How To Write Drum Charts


Necessity is the mother of invention” is a saying that Liz Ficalora – a Nashville-based session artist, producer, author, and drum chart instructor – lives and dies by. Or, perhaps more accurately, she uses it to help pay her mortgage. After graduating from Berklee College Of Music in Boston, she relocated to Music City, where she landed an audition for a country band.

Beating out 14 drummers was ego stoking for a minute. Then she got her first assignment: Learn 96 songs in two weeks. “There was no way you could memorize that many songs and could write drum chart in so short a time,” she says from home on the Monday following a crazed weekend at 2013 PASIC, where the previous year she taught a masterclass. “Writing them all out really helped.”

The fruits of that process are found in Ficalora’s book: How To Write A Fast & Easy Drum Chart (published by Alfred). You might think of her method as a Cliffs Notes approach to charting that falls somewhere between a personalized cheat sheet and a standard chart, which she deploys to full effect to parse songs by everyone from Green Day and John Mayer to Maroon 5, Bonnie Rait, and a ’50s-’60s medley to illustrate her technique.

drum chart

Ex. 1

The essence of Ficalora’s method is to take a standard four-line single-bar notation and separate it into a “three-tier system” (see Ex. 1). “[Standard notation] drives me crazy,” she says. “My eyes glaze over. So I find that this is easier for me to see. At a glance you’re determining what’s the verse, how many bars are in the chorus, how many bars are in the intro, how it starts, how long it’s going to be. It’s your road map: Do I start it, or does the guitar start it? How many bars do they need before I come in? Knowing that kind of stuff really makes you stand out.”

The third tier, “Drum Instruction,” is where she fleshes out the song with concrete descriptors kit should be played, where to put the fill, and so on. “It was a place to write to see if they wanted me to stop or play cross-stick or if they would want it on the snare or if it is a signature fill.”

Take for example the Alicia Keys song “If I Ain’t Got You,” a tune in 6/8 that has a triplet in the last bar of the second verse, which she notes with commonsense numbers and note icons. “[This section] translates as, ’It’s the verse, it’s eight measures. You’re going to count seven, but in the eighth measure, this is the figure you’re going play.’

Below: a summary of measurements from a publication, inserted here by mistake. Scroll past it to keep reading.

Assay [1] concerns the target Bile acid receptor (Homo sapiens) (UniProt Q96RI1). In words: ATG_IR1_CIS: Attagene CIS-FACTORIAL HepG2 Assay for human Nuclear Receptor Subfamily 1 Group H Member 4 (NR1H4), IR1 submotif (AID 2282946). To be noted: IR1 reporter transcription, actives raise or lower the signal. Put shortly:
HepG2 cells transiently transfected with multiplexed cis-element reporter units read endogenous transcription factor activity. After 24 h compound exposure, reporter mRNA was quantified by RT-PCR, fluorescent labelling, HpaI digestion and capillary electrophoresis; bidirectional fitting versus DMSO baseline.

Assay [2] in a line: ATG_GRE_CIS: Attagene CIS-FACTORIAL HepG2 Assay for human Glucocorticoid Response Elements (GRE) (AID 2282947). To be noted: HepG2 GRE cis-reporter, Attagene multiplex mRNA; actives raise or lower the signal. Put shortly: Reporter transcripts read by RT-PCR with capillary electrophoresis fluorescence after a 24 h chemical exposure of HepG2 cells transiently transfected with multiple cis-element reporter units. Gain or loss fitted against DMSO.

And the [forward] slashes [preceding the mini note icons] … those are time slashes. On beats 1, 2, 3, you’re going to play time, but on beat 4 of the 6/8 you’re going play that figure. I notate that because, if I had to play this chart, I want get that [detail] because it sounds really cool.”

One of Ficalora’s shortcuts for determining the time signature is listening to where the snare falls in the measure. The most common (i.e. commercial) times are 4/4 (snare on 2 and 4); 3/4 (snare on 2 and 3, or just 3), and 6/8 (snare on 4). That brings us to the feel of the song. Ficalora realized there are four feels that session drummers would most often play.

“The song is either going to be a straight feel, a shuffle feel, a waltz feel, or a 6/8 feel – and that’s pretty much going to be in any genre. There’s country straight feels, there’s country shuffle feels. In pop music, there’s a lot of 6/8 feels.”

drum chart drum pattern

Ex. 2

She also adds the “Song Detail” element at the bottom of each chart (see Ex. 2), breaking out the pattern for bass drum, hi-hat, and snare on their own lines. You can also make additional notes, like “tag,” which is shorthand for the whole measure.

“I’m listening for phrasing and I think that’s so much easier than trying to count,” she says. “If a tag is really eight bars, but my ears are hearing it in four, and it’s getting towards the end of the song, that’s when I start to get into my tag mode.

“In the bridge it’s maybe written as eight and one. You can write nine, but it’s the stop and one measure, so I made it that way. If you hear everything in two bars or eight bars or four bars, write it the way you can do it. Because I tell my students, ’No one else is going to be reading this chart, just write what works for you and the way you hear it.’”

Chart-phobic players rely on their memories more than reading abilities, especially after they get more comfortable with the songs. But Ficalora’s approach is so fail-safe you may find that reading can be fun. “The funny part is that guys are saying, ’You don’t need your charts anymore.’ And I’m kind of like a little kid [laughs]. Yeah, you do memorize them after awhile, but I really like having them there.”